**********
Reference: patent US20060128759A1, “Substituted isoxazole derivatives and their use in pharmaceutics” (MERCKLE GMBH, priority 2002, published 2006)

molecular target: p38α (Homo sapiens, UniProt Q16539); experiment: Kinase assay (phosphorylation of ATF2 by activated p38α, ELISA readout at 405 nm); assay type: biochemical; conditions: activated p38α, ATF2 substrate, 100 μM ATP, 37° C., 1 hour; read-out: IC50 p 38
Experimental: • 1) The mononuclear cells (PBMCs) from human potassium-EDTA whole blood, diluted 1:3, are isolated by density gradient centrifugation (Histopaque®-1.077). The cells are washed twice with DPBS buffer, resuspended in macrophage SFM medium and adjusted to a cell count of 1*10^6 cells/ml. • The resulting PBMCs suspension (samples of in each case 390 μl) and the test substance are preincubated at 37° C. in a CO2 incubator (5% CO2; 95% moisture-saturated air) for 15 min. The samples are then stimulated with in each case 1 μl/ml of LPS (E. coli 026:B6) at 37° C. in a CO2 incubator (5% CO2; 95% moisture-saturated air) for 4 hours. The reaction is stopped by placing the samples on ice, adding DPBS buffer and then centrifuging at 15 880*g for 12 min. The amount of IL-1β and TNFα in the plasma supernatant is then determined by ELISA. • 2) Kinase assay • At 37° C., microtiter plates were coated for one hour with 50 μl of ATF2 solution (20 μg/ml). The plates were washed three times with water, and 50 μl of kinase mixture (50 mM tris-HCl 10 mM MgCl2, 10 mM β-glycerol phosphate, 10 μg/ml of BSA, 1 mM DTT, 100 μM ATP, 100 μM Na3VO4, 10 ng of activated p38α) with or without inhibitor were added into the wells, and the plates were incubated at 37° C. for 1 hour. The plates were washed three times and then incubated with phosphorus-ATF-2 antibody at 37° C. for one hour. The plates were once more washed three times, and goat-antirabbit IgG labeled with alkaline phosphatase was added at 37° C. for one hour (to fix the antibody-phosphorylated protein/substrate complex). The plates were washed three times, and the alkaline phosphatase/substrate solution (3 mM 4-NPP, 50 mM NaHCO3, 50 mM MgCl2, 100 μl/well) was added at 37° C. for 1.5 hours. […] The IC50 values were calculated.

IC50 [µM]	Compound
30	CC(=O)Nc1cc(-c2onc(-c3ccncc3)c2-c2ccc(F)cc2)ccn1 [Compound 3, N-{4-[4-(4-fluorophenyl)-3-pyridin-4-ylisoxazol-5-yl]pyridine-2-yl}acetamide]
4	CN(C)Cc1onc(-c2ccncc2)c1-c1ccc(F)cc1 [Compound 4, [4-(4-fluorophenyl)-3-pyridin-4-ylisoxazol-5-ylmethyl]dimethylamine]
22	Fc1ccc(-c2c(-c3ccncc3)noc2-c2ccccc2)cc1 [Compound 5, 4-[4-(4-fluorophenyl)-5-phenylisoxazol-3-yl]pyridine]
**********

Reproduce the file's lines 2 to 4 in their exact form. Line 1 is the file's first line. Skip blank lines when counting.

molecular target: p38α (Homo sapiens, UniProt Q16539); experiment: Kinase assay (phosphorylation of ATF2 by activated p38α, ELISA readout at 405 nm); assay type: biochemical; conditions: activated p38α, ATF2 substrate, 100 μM ATP, 37° C., 1 hour; read-out: IC50 p 38
Experimental: • 1) The mononuclear cells (PBMCs) from human potassium-EDTA whole blood, diluted 1:3, are isolated by density gradient centrifugation (Histopaque®-1.077). The cells are washed twice with DPBS buffer, resuspended in macrophage SFM medium and adjusted to a cell count of 1*10^6 cells/ml. • The resulting PBMCs suspension (samples of in each case 390 μl) and the test substance are preincubated at 37° C. in a CO2 incubator (5% CO2; 95% moisture-saturated air) for 15 min. The samples are then stimulated with in each case 1 μl/ml of LPS (E. coli 026:B6) at 37° C. in a CO2 incubator (5% CO2; 95% moisture-saturated air) for 4 hours. The reaction is stopped by placing the samples on ice, adding DPBS buffer and then centrifuging at 15 880*g for 12 min. The amount of IL-1β and TNFα in the plasma supernatant is then determined by ELISA. • 2) Kinase assay • At 37° C., microtiter plates were coated for one hour with 50 μl of ATF2 solution (20 μg/ml). The plates were washed three times with water, and 50 μl of kinase mixture (50 mM tris-HCl 10 mM MgCl2, 10 mM β-glycerol phosphate, 10 μg/ml of BSA, 1 mM DTT, 100 μM ATP, 100 μM Na3VO4, 10 ng of activated p38α) with or without inhibitor were added into the wells, and the plates were incubated at 37° C. for 1 hour. The plates were washed three times and then incubated with phosphorus-ATF-2 antibody at 37° C. for one hour. The plates were once more washed three times, and goat-antirabbit IgG labeled with alkaline phosphatase was added at 37° C. for one hour (to fix the antibody-phosphorylated protein/substrate complex). The plates were washed three times, and the alkaline phosphatase/substrate solution (3 mM 4-NPP, 50 mM NaHCO3, 50 mM MgCl2, 100 μl/well) was added at 37° C. for 1.5 hours. […] The IC50 values were calculated.

IC50 [µM]	Compound